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  • Our Hospitality: ULTIMATE EDITION [Blu-ray]
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Our Hospitality: ULTIMATE EDITION [Blu-ray]

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Our Hospitality: ULTIMATE EDITION [Blu-ray] + Sherlock Jr. / Three Ages [Blu-ray] + Steamboat Bill, Jr. [Blu-ray]
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Product Details

  • Actors: Buster Keaton, Natalie Talmadge
  • Directors: Buster Keaton, Jack Blystone
  • Format: Multiple Formats, Blu-ray, NTSC, Silent, Surround Sound
  • Language: English
  • Region: Region A/1 (Read more about DVD/Blu-ray formats.)
  • Aspect Ratio: 1.33:1
  • Number of discs: 1
  • Rated: NR (Not Rated)
  • DVD Release Date: March 22, 2011
  • Run Time: 75 minutes
  • Average Customer Review: 4.8 out of 5 stars  See all reviews (13 customer reviews)
  • Amazon Best Sellers Rank: #129,334 in Movies & TV (See Top 100 in Movies & TV)

Special Features


Editorial Reviews

Product Description

Like his 1926 film The General, this elaborate historical comedy broadened the boundaries of slapstick and proved that Keaton was not just a comedian, he was an artist. Keaton stars as youthful dreamer Willie McKay, who travels westward on a rickety locomotive to claim his birthright, only to find that his inheritance is a shack. And he learns that the object of his affection (Keaton s real-life wife, Natalie Talmadge) is the daughter of a man with whom his family has been engaged in a long, violent feud. McKay s personal struggles are punctuated by brilliant slapstick set pieces that involve an exploding dam, raging waterfalls, and a primitive steam engine. Keaton supervised the design and construction of the train, which he revived two years later for the short The Iron Mule (in which he appears without credit as an Native American chief). This definitive edition of OUR HOSPITALITY features an exquisite orchestral score by Carl Davis, performed by the Thames Silents Orchestra; a documentary on the making of the film; and a rare alternate cut entitled Hospitality . SPECIAL FEATURES: Music composed and conducted by Carl Davis, performed by The Thames Silents Orchestra (in 5.1 Surround or 2.0 Stereo), Musical score compiled by Donald Hunsberger (2.0 Stereo), The Iron Mule (1925, 19 Min.), with music by Ben ModeL, Original documentary on the making of the film, written by film historian Patricia Eliot Tobias with David B. Pearson, Hospitality, a 49-minute alternate cut of the film, with an explanatory introduction, and an organ score by Lee Erwin, 2 Galleries: Photos & Snapshots

About the Actor

Buster Keaton (October 4, 1895 February 1, 1966) was an American comic actor and filmmaker. He was best known for his silent films, in which his trademark was physical comedy with a consistently stoic, deadpan expression, earning him the nickname The Great Stone Face. Keaton was recognized as the seventh-greatest director of all time by Entertainment Weekly. In 1999, the American Film Institute ranked Keaton the 21st-greatest male actor of all time. Critic Roger Ebert wrote of Keaton's extraordinary period from 1920 to 1929, [when] he worked without interruption on a series of films that make him, arguably, the greatest actor-director in the history of the movies. Orson Welles stated that Keaton's The General is the greatest comedy ever made, the greatest Civil War film ever made, and perhaps the greatest film ever made. A 2002 worldwide poll by Sight & Sound ranked Keaton's The General as the 15th best film of all time. Three other Keaton films received votes in the magazine's survey: Our Hospitality, Sherlock, Jr., and The Navigator.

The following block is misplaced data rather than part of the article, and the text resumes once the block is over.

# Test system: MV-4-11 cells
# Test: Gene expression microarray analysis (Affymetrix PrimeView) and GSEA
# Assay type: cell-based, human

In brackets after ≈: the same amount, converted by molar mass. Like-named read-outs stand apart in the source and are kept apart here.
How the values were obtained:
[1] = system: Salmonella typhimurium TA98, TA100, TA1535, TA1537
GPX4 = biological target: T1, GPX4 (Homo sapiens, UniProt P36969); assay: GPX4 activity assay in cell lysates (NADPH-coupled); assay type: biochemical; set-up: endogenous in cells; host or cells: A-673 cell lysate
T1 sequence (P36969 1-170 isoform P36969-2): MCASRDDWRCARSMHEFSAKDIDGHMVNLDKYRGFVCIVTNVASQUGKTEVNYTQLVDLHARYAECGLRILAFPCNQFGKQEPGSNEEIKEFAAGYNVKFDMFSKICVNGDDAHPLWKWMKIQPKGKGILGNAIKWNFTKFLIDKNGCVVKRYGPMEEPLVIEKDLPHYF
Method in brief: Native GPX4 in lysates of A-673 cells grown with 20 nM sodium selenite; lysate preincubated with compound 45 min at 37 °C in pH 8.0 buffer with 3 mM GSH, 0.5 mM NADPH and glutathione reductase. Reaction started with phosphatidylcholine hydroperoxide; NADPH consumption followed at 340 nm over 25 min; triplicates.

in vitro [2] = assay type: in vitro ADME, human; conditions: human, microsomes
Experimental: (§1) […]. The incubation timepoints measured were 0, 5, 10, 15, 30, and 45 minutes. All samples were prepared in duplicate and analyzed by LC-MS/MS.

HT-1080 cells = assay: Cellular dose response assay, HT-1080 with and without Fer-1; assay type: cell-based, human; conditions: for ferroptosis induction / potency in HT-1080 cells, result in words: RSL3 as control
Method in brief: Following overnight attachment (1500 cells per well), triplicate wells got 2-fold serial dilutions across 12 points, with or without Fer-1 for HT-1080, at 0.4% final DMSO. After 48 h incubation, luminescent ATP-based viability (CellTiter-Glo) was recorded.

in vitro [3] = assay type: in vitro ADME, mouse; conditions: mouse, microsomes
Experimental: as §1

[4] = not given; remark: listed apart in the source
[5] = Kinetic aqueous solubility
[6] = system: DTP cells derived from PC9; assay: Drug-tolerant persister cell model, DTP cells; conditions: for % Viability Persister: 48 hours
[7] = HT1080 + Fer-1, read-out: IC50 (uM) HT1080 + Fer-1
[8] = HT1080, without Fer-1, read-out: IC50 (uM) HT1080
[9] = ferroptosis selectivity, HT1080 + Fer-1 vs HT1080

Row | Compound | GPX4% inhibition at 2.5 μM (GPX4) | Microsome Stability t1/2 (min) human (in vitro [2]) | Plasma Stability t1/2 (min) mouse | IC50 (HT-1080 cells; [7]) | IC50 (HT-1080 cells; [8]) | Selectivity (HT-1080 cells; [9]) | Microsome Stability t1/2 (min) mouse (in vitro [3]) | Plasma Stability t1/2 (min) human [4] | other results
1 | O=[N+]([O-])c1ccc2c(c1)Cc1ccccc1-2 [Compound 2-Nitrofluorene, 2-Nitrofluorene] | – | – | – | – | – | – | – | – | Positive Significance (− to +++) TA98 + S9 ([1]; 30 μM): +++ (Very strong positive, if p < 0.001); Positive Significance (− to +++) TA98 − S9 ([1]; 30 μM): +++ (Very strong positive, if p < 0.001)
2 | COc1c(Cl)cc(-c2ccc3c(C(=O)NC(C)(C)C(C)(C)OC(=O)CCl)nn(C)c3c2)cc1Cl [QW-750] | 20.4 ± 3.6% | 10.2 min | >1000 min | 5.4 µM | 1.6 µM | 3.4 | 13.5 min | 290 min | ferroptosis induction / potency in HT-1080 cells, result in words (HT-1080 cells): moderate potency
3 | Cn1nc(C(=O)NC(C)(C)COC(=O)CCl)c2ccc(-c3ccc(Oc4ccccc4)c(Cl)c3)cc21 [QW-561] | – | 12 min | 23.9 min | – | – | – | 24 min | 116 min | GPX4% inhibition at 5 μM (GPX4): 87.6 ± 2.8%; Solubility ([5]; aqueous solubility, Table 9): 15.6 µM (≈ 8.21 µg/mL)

Customer Reviews

4.8 out of 5 stars
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See all 13 customer reviews
Still, it looks good and the tints add to the ambiance.
Paul J. Mular
Charlie Chaplin was the graceful mime, Harold Lloyd was the surprisingly athletic everyman, and Buster Keaton was The Great Stone Face.
H. Snyder
The Carl Davis score creates such a beautiful and climatic mood which this film requires.
Mr. Pd Kyriacou

Most Helpful Customer Reviews

28 of 28 people found the following review helpful By Greg on April 14, 2011
Format: Blu-ray
For some reason this film is less well-known than a lot of Buster Keaton's others...yet I find it a lot more satisfying than something like Steamboat Bill, Jr. or even Sherlock Jr.! It's got his fixation with trains in the first act, a very fun depiction of old narrow-gauge trains that, like most historical depictions in Keaton films, is based on actual accurate history (exaggerated for comic effect). It's got great comedy and suspense in the main plot, which involves Buster inadvertently stumbling into the home of a family, after falling for the girl who lives there, who are the Hatfields to his family's McCoys (or is that the other way around?), and relying on the family's strict Southern Hospitality rules to keep himself from being shot. Of course, if you know much about Keaton you probably already know this film, but if you've just seen a little, this is one of his best.